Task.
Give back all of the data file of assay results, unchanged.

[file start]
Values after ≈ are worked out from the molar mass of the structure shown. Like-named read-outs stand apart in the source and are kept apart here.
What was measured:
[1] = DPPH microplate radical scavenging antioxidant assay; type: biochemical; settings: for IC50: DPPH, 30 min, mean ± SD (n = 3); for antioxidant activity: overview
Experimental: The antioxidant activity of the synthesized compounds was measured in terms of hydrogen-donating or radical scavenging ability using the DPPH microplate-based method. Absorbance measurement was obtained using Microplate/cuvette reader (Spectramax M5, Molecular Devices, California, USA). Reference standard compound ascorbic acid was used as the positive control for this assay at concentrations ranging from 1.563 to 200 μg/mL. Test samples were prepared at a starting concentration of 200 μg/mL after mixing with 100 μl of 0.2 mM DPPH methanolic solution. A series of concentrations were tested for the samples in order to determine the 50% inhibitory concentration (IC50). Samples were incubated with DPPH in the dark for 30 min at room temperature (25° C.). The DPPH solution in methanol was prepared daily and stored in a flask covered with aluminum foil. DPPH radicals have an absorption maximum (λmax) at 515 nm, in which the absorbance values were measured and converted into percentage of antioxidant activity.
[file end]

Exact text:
Values after ≈ are worked out from the molar mass of the structure shown. Like-named read-outs stand apart in the source and are kept apart here.
What was measured:
[1] = DPPH microplate radical scavenging antioxidant assay; type: biochemical; settings: for IC50: DPPH, 30 min, mean ± SD (n = 3); for antioxidant activity: overview
Experimental: The antioxidant activity of the synthesized compounds was measured in terms of hydrogen-donating or radical scavenging ability using the DPPH microplate-based method. Absorbance measurement was obtained using Microplate/cuvette reader (Spectramax M5, Molecular Devices, California, USA). Reference standard compound ascorbic acid was used as the positive control for this assay at concentrations ranging from 1.563 to 200 μg/mL. Test samples were prepared at a starting concentration of 200 μg/mL after mixing with 100 μl of 0.2 mM DPPH methanolic solution. A series of concentrations were tested for the samples in order to determine the 50% inhibitory concentration (IC50). Samples were incubated with DPPH in the dark for 30 min at room temperature (25° C.). The DPPH solution in methanol was prepared daily and stored in a flask covered with aluminum foil. DPPH radicals have an absorption maximum (λmax) at 515 nm, in which the absorbance values were measured and converted into percentage of antioxidant activity.